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Kinematic Analysis of the Locomotion of the Polar Bear (Ursus Maritimus, Phipps, 1774) in Natural and Experimental Conditions

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image of Netherlands Journal of Zoology
For more content, see Archives Néerlandaises de Zoologie (Vol 1-17) and Animal Biology (Vol 53 and onwards).

The striking ability of the polar bear to travel on ice or frozen snow is tentatively related to different structural features involved in the locomotor behaviour of the animal. A comparison with the brown bear shows the specific features, in gaits, leg movement and in ground contact structures. It is suggested that these specific features constitute a functional complex adapted to locomotion in polar environment. During slow gaits, polar bear hind limbs are maximally extended. The legs are able to resist the transfer of mass during the contralateral limb swing phase. This results in a walk with swaying hips. The polar bear uses transverse gallop to improve stability, whereas the brown bear uses rotary gallop. The polar bear is comfortable on slippery wet substrate, while the brown bear is reluctant to move on it. Proximodistal alternation of pads and large zones with hair constitute the main characteristics of the plantar and palmar soles of the polar bear. These features may constitute a functional specialization for the drainage of water from the feet, the reinforcing of adhesion and an increase in the area of contact (snowshoe). The drainage is produced by two kinds of structures: the superficial network of the epidermis of the pads and the hair between the pads. These hirsute zones absorb the liquid which is drained off the pads by the animal's weight during the stance phase. The hairs are also present in the regions of the soles where thrusts are transmitted to the ground.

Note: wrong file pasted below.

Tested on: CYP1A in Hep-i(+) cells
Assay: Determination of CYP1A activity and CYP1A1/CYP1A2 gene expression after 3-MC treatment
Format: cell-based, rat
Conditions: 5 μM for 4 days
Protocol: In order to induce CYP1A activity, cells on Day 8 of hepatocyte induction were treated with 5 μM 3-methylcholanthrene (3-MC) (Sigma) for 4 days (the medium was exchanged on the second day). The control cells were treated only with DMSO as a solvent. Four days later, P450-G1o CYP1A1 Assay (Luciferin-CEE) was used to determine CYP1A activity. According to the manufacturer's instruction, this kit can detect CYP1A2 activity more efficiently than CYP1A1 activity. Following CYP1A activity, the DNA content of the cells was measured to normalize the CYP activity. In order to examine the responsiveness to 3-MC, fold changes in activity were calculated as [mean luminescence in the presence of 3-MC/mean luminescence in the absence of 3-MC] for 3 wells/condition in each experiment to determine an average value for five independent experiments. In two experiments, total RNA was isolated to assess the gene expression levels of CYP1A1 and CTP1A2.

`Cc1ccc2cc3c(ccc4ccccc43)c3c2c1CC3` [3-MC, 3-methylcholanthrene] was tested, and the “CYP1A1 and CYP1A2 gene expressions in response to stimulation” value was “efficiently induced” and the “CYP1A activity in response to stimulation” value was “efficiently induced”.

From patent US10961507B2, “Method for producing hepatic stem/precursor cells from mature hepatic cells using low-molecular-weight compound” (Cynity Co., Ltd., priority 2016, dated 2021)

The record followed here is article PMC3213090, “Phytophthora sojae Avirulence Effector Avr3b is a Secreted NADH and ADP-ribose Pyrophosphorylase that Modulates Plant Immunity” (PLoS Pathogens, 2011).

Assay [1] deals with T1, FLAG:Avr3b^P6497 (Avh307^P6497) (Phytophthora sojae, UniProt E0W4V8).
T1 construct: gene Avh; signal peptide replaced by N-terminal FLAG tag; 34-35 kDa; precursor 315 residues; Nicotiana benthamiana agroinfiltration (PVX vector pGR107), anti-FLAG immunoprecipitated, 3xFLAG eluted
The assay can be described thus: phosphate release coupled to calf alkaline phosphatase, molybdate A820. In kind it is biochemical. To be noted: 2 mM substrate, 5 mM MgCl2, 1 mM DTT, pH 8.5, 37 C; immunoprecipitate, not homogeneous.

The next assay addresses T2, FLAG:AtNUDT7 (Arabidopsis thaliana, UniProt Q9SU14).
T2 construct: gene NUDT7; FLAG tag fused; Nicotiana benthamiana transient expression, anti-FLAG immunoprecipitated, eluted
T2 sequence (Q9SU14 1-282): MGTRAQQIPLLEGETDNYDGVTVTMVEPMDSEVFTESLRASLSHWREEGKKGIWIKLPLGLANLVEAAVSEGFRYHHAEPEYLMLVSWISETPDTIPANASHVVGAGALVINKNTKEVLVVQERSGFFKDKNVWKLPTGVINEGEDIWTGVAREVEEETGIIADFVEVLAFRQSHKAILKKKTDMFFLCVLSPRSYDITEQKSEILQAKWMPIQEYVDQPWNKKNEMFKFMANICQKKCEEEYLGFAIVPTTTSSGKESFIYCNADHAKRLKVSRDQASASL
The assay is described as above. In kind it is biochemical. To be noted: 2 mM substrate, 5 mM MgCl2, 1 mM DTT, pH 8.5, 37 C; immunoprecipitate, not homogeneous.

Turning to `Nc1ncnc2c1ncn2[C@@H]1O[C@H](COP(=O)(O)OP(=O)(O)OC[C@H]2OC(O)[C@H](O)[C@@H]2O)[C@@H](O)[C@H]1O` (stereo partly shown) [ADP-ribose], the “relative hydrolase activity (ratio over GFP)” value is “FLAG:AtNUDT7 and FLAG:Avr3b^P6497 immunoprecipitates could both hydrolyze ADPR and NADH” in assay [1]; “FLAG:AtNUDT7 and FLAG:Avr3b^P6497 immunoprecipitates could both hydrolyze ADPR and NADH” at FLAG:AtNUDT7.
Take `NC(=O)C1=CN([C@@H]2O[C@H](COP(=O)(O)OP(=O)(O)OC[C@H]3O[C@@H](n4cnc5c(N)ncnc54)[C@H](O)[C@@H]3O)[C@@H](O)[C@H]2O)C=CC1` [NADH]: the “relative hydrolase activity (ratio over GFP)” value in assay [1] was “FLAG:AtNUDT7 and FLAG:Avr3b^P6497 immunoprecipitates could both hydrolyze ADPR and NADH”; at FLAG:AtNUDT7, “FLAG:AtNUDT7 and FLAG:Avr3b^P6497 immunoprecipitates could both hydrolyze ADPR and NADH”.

Affiliations: 1: URA 1137 CNRS/MNHN, Laboratoire d'Anatomie Comparée, Muséum National d'Histoire Naturelle, 55 rue Buffon, 75005 Paris, France


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